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roughly toward the top of the picture, withportions of the Great Lakes appearing in t,he upper left.T!Ie intersection point of the center-cross fiducial marklies slightly to the east of Columbus, Ohio.At the time of this photograph, a recent surge of cold airhad invaded the eastern United States. The surface mapfor 1200 GJIT, April 9, showed a high pressure center (1030mb.) loctlt,ecl over Arkansas, 15-ith rrest-to-northr\-estwinds, near freezing t'emperatures, and scattered snowflurries over the

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),beginning near the center of Lake Superior and extendingin narrow parallel rows to the south shore. At that timea deep cyclone (976 mb.) was centered over southwesternQuebec, just east of the pictured area, and Lake Superiorlay beneath a northerly flow of very cold air (middaytemperatures far below freezing). Wisconsin was largelycloud-free but with a heavy snow cover bordering thewestern shore of Lake Michigan. Dense clouds obscureLower Michigan and the eastern shore of Lake Michigan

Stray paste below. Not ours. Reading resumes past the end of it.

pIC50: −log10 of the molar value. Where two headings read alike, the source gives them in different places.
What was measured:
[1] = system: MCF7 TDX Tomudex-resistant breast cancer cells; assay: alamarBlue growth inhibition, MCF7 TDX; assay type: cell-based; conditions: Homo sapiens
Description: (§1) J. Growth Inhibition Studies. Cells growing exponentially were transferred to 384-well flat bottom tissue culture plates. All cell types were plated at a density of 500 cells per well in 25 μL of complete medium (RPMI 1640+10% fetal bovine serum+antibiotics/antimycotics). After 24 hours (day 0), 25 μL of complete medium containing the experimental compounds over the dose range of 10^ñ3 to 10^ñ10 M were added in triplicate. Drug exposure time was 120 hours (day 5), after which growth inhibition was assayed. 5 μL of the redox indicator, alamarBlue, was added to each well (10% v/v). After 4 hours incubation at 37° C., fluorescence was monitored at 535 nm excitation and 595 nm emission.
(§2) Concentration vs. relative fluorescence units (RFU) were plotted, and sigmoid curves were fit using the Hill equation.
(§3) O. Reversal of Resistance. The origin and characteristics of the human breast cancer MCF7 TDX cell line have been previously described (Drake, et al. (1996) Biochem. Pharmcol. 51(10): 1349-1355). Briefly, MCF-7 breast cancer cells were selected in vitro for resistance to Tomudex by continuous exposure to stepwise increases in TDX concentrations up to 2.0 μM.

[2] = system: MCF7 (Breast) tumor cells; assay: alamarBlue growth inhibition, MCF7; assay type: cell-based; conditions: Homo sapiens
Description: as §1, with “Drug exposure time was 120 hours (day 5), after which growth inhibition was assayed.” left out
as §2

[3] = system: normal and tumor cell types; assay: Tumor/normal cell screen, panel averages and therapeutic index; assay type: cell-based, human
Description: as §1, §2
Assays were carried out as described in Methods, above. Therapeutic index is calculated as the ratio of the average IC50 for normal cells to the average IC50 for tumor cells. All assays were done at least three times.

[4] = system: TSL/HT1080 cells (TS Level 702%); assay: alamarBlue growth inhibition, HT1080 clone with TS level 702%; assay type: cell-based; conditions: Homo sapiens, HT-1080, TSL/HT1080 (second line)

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David M. Schultz, Derek S. Arndt, David J. Stensrud, and Jay W. Hanna

1. Introduction On the morning of 23 January 2003, an anticyclone with a central pressure of 1048 hPa moved equatorward east of the Rocky Mountains ( Fig. 1 ) bringing the coldest air of the winter south and east. Several stations set record cold low temperatures for the day [−31.1°C (−24°F) at Huron, South Dakota, and −22.8°C (−9°F) at Kansas City, Missouri]; others set record cold high temperatures for the day [−11.1°C (12°F) at Paducah, Kentucky, and −6.1°C (21°F) at Huntsville, Alabama

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